3. Do one of the following, select the cell that contains the value you want or type its cell reference. You can refer to a single cell, range of cells, location in another worksheet, or location in another workbook.  When selecting a range of cells, you drag the border of the cell selection to move the selection or drag the corner of the border to expand the selection.
    • The first reference in this example is B2. The color is blue and the border is blue with square corners
    • The second reference in this example is the range B3toB4. The color is red and the border is red with square corners.

Note:  If there are no square corners on a color-coded border, the reference is to a named range. Excel Formulas and Functions

  1. Press Enter to complete the formula.

Excel Formulas and Functions — Defining and Using Names in Formulas

Using names in formulas can make them much easier to understand and work with.  You can define a name for a cell range, formula, constant, or table.  Example:  =SUM(FirstQtrInv)

Note:  By default, names use absolute cell references. 

You can define names by using the following:

  • Name box on the formula bar – This works best for creating a workbook level name for a selected range. Excel Formulas and Functions
  • Create a name from a range – You can create a name from an existing row and column labels by using a selection of cells in the worksheet. Excel Formulas and Functions
  • New Name dialog box – The works best when you want more flexibility in creating names.
  1. Highlight the cell or range of cells to be defined.
  2. Click the Formulas tab on the ribbon.
  3. Click Define Name option in the Defined Names group. Excel Formulas and Functions
  4. Enter the following information in the Define Name dialog box –
    • Name – Name of the defined range
    • Scope – Workbook or Worksheets
    • Comment – Can be added to explain the range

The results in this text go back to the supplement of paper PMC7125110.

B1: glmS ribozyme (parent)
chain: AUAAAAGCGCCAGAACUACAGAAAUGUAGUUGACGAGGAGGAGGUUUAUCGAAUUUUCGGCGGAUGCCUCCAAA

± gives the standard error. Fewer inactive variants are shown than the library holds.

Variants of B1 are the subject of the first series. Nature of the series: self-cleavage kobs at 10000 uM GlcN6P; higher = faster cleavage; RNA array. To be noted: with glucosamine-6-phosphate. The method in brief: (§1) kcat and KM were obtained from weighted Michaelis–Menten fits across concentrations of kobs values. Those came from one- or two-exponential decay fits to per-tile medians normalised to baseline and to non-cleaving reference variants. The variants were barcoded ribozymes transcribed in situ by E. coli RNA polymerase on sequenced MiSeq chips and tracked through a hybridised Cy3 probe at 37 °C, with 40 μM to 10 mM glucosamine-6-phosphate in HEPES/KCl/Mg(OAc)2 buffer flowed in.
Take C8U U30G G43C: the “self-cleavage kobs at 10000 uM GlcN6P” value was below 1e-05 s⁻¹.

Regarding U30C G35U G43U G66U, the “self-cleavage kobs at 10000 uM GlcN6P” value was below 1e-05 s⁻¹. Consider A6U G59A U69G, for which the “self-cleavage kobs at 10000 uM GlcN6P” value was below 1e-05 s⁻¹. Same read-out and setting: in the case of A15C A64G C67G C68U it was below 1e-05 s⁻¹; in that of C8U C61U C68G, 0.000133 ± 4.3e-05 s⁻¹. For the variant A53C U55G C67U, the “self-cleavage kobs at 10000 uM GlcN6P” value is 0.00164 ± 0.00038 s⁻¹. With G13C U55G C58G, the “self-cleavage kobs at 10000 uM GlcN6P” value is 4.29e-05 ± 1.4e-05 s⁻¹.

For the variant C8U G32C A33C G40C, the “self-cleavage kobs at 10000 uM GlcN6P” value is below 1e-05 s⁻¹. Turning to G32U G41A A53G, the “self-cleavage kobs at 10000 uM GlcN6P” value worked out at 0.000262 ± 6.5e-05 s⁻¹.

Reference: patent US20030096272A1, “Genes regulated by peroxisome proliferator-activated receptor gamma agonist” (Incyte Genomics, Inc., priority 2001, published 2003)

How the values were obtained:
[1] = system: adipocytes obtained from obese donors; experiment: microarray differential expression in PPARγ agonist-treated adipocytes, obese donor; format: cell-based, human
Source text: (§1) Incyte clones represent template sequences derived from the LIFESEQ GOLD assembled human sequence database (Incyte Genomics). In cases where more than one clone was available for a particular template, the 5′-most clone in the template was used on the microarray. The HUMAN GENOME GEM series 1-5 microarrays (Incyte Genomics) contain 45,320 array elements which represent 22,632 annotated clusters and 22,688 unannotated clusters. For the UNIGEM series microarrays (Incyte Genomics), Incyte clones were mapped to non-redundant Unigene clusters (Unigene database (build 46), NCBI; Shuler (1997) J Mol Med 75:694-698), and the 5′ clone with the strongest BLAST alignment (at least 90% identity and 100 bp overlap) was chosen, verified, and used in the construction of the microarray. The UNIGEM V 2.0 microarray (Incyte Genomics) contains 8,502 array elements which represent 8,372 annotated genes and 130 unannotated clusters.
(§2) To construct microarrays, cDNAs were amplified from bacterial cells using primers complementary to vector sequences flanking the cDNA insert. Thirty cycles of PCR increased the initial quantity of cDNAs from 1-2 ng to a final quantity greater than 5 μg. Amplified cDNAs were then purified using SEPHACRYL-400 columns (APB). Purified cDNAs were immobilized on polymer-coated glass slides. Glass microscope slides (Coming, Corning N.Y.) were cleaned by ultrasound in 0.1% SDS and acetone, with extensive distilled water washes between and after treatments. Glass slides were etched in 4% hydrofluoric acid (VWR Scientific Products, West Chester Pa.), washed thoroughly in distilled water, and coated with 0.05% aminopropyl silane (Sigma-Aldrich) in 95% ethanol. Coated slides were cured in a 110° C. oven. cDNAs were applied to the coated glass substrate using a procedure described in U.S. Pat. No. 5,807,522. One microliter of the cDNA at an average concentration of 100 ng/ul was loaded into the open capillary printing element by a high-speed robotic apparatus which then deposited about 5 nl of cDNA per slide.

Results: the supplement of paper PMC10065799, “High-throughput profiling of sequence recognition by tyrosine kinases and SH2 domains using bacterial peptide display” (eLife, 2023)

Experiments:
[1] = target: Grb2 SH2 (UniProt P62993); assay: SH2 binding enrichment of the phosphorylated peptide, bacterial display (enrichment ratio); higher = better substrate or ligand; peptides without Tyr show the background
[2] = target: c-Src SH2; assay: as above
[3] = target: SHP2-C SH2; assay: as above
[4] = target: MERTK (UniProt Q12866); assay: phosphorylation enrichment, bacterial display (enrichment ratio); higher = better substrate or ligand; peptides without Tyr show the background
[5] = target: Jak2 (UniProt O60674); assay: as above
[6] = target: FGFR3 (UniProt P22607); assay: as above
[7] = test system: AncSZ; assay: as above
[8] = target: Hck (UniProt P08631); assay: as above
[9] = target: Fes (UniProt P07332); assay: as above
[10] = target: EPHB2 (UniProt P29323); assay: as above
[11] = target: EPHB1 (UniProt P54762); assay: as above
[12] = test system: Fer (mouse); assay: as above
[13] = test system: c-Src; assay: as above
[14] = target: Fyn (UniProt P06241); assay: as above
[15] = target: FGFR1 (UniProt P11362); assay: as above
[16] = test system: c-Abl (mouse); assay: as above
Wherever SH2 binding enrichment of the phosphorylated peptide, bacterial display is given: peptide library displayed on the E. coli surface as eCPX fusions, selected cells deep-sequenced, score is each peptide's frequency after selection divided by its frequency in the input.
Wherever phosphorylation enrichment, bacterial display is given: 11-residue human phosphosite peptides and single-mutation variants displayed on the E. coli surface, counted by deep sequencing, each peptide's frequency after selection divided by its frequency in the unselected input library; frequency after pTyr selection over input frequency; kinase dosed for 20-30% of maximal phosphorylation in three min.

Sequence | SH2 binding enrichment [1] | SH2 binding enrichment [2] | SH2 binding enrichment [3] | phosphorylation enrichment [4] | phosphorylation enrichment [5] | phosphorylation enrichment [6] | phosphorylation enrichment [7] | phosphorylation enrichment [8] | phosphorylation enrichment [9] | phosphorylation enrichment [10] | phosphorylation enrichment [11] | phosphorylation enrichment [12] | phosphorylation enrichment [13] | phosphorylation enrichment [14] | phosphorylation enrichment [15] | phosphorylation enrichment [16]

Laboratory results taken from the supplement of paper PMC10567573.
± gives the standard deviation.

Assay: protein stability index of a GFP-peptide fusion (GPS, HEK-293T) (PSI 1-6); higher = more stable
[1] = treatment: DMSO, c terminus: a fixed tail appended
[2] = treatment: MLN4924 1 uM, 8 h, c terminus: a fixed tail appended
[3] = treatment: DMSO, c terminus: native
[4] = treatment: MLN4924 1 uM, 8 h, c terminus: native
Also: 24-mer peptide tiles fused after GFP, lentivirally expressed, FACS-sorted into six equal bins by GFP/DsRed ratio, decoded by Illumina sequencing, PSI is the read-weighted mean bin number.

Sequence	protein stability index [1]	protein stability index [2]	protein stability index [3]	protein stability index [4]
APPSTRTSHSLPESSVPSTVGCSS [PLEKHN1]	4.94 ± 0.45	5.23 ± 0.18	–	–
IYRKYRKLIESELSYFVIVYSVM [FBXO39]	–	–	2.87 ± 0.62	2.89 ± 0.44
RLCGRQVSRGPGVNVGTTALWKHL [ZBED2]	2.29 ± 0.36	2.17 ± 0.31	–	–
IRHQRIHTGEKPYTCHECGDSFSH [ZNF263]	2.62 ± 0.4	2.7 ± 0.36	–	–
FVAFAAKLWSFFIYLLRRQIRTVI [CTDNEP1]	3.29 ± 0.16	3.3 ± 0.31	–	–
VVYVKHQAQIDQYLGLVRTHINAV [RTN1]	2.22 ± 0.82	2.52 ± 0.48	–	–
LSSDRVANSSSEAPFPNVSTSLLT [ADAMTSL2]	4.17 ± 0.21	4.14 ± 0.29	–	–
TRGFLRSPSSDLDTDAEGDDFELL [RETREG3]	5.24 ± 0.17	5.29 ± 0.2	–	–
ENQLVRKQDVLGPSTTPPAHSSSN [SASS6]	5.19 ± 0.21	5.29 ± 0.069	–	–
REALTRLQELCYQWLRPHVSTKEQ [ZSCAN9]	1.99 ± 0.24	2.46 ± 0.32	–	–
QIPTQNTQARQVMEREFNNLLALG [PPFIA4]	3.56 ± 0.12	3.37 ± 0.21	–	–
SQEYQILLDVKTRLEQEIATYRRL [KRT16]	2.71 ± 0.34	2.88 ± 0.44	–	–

• Refers to – Range for the new name (Verify it is the range of the cells you selected or set the range here.) Excel Formulas and Functions
  5. Click OK to accept the name.
Deleting or Editing Range Names
  1. Click the Formulas tab on the ribbon.
  2. Click Name Manager option in the Defined Names group.
  3. The Name Manager dialog box will open. Excel Formulas and Functions
  4. Click on the name you want to delete or edit.
  • To delete the name, click the Delete button.
  • To edit the name, click the Edit button to open the Edit Name dialog box. Make the necessary changes and click OK Note:  The Refers to can be changed by highlighting the existing range in the dialog box and the selecting the new range in the worksheet to replace it.
  1. Click Close to accept the changes.

Excel Formulas and Functions — Using the Insert Function Command

  1. Click the cell to contain the formula.
  2. On the Formula Bar, click the Insert Function icon.Excel Formulas and Functions
  3. Click the needed function and click OK.
  4. Select the needed range of cells. Excel Formulas and Functions
  5. Click OK when finished.

Using AutoFill to Copy Formulas

  1. Click in the cell containing the formula to be copied.
  2. Place the cursor on the drag fill handle, which is located at the bottom right corner of the cell.Excel Formulas and Functions
  3. Once the crosshair appears, drag through the range of cells to include the formula. In this example, it is dragged to the right. Excel Formulas and Functions
  4. Once the mouse is released, the formula is copied and the results are listed. The AutoFill dialog box appears, giving you the options to Copy Cells (default), Fill Formatting Only, or Fill Without Formatting.  Since we want to copy the formula and list the results the same as what we are copying, we will leave Copy Cells selected. Excel Formulas and Functions

Excel Formulas and Functions — Switching Between Relative and Absolute References

When you create a formula that refers to another cell or range, that cell reference can either be absolute or relative.  An absolute cell reference does not change when the formula is moved.  A relative cell reference does change to its new location with the formation is moved or copied.

  1. Click the cell containing the cell reference you need to change.
  2. In the formula bar, click the cell reference that you want to change. Excel Formulas and Functions
  3. Press Fn + F4 to toggle though the combinations or manually type in the dollar sign ($) in the appropriate spot.
Cell Reference Description
$B$6 Absolute column and row
B$6 Relative column and absolute row
$B6 Absolute column and relative row
B6 Relative column and relative row
  1. Press Enter to accept the change. Excel Formulas and Functions